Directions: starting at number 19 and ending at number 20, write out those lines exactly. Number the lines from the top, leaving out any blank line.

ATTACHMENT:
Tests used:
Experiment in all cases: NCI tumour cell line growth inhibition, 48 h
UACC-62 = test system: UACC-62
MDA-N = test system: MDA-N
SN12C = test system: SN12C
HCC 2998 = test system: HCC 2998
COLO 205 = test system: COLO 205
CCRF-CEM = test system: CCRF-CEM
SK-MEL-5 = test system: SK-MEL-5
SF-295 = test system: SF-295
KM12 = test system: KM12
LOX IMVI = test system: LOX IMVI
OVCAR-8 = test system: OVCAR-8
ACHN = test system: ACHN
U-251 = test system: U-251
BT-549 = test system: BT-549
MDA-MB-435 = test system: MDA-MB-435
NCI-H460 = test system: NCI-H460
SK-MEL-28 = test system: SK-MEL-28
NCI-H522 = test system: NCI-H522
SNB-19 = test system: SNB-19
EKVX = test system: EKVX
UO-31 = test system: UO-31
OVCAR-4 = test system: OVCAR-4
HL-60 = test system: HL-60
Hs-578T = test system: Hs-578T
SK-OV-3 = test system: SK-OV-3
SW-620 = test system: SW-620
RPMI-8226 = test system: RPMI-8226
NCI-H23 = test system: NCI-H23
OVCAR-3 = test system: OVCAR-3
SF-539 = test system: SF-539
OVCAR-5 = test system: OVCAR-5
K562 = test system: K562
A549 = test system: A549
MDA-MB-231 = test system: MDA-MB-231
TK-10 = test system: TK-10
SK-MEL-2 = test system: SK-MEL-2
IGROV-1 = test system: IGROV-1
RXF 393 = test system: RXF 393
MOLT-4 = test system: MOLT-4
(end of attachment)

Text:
SK-MEL-28 = test system: SK-MEL-28
NCI-H522 = test system: NCI-H522